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Red Hat pledges 'integrated virtualization' platform

Red Hat executives announced that the next evolution of the enterprise Linux platform would have an integrated, easy-to-install virtualization platform.

SAN FRANCISCO -- Red Hat brought its commitment to virtualization technology into sharper focus this week with the release of a product roadmap that includes virtualization technology built into its enterprise version of Linux.

Red Hat Inc. executives also detailed plans to work with Advanced Micro Devices Inc., Intel Corp., Network Appliance Inc. and XenSource Inc. to simplify virtualization installations for customers using those platforms.

Beginning with Red Hat's release of Fedora Core 5.0 this month, users will have the opportunity to preview Red Hat virtualization technology, said Brian Stevens, Red Hat chief technology officer. Fedora Core is a Linux distribution developed by the community-supported Fedora Project, sponsored by Red Hat. Fedora was derived from the original Red Hat Linux distribution, but support for Fedora comes from the greater community, and not Red Hat.

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"With Fedora Core 5, we will take the rocket science of virtualization away from the end user and get virtualization out-of-the-box experience into their hands," Stevens said.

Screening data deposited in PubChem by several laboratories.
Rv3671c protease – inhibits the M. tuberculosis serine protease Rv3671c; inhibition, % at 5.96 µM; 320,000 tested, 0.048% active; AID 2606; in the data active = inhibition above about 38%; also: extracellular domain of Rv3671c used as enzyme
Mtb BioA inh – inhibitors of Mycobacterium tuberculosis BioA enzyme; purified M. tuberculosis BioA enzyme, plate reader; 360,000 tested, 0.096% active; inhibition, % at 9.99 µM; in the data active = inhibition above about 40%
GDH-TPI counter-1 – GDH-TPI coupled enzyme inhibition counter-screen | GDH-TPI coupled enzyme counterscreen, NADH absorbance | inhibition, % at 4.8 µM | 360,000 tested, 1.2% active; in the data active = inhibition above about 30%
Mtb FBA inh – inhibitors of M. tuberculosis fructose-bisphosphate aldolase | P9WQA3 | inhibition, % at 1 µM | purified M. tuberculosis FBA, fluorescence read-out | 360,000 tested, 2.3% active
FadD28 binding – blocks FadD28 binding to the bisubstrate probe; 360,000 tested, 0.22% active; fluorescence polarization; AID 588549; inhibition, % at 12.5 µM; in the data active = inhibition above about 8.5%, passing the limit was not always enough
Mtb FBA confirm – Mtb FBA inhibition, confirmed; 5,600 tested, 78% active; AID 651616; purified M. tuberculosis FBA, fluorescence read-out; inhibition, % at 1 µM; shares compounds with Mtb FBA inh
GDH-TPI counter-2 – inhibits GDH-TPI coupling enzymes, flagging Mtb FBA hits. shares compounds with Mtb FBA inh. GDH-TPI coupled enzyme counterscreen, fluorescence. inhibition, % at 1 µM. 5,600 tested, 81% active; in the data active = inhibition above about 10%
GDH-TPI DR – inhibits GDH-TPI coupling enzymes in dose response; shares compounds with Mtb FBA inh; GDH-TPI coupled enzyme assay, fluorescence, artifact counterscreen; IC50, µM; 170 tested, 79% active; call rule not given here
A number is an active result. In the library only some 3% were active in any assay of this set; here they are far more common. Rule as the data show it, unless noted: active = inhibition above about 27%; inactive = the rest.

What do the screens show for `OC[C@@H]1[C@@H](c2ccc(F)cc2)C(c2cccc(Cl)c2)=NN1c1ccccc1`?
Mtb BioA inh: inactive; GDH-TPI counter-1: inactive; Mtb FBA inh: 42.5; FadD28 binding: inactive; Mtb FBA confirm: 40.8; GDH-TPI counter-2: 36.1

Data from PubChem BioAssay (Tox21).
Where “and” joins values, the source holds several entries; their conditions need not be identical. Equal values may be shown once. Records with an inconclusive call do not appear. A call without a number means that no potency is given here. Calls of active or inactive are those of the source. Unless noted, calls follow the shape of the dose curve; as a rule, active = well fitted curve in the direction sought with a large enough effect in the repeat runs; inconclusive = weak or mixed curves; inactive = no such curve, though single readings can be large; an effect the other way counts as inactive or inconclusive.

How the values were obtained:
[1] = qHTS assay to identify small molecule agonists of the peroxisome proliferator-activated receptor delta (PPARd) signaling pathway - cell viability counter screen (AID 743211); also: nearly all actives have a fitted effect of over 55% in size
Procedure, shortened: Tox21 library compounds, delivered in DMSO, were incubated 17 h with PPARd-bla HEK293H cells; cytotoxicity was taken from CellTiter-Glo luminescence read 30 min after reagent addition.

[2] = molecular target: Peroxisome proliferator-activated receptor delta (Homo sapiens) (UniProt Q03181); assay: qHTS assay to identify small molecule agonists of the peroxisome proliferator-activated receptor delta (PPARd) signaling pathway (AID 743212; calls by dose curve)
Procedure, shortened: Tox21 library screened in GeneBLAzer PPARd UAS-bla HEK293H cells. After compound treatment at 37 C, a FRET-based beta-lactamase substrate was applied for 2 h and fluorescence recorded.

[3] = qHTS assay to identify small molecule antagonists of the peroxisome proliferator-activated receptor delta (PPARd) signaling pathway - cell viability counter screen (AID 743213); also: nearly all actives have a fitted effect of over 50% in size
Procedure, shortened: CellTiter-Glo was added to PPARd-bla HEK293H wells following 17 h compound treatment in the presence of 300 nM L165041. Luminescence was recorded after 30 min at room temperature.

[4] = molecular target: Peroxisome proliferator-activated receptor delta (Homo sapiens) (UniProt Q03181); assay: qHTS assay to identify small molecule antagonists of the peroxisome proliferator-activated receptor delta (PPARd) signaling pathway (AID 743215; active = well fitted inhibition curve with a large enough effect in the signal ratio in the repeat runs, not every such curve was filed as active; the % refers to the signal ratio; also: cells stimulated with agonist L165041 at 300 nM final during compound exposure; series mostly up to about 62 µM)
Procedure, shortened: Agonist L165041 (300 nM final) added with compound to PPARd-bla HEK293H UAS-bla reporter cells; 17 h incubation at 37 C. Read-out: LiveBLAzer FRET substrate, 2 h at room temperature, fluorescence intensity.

This summer, Red Hat will make available Virtualization Migration and Assessment Services along with an Enterprise Virtualization beta. Red Hat Enterprise Linux 5, which the company scheduled for general availability by the end of 2006, is expected to feature fully integrated virtualization.

Tim Yeaton, Red Hat's vice president of enterprise solutions, said the company will also provide integration and support for Xen virtualization technology. Xen lets a user run multiple copies of Linux on the same computer or server. Xen is also a hypervisor, which is software that manages a computer's hardware resources so the resources can be shared by multiple operating systems.

Xen scores software and hardware improvements

In recent months, Xen has undergone a series of software improvements that let the technology work with Microsoft Windows and Sun Microsystems Inc.'s Solaris operating systems. Hardware improvements allow the technology to run on systems using Intel Itanium processors, Sun SPARC and other x86-based hardware.

As part of the company's integrated virtualization program, AMD and Intel will work with Red Hat to make sure their virtualization-enhanced chipsets -- like AMD's Opteron and Itanium -- are tightly integrated with the initiative.

The news from Red Hat appeared to fulfill a pledge made to customers by Stevens in February. Stevens recently said server virtualization and cost reduction were Red Hat customers' top interests and that his team planned to deliver commoditized virtualization in Red Hat Enterprise Linux 5.0 (RHEL5), the company's upcoming new Linux distribution release.

Other specific details of the Red Hat integrated virtualization program include:

  • A development and quality assurance environment, which will allow developers to reduce the time and complexity of writing and testing code on diverse target systems
  • Support for hardware abstraction, which will let IT managers explore the latest hardware using existing software stacks without the expense of extensive qualification and migration processes

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